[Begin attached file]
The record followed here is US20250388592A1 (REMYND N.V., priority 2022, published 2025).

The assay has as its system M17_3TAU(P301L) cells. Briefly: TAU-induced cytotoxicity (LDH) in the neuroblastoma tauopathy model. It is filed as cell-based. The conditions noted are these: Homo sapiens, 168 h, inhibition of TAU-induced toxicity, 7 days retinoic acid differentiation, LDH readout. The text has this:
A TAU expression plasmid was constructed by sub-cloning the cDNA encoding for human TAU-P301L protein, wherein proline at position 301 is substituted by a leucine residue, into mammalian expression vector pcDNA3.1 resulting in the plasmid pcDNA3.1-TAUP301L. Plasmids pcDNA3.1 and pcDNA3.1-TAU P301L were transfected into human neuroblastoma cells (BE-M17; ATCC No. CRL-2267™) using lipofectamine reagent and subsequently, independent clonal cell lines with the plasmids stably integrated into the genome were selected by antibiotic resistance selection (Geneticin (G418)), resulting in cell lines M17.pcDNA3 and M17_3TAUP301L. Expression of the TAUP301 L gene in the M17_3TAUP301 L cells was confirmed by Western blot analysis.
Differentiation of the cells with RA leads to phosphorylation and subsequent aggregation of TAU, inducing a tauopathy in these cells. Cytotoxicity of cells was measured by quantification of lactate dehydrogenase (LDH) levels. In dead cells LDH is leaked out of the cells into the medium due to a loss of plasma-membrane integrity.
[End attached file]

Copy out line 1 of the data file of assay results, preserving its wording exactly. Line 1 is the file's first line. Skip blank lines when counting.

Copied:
The record followed here is US20250388592A1 (REMYND N.V., priority 2022, published 2025).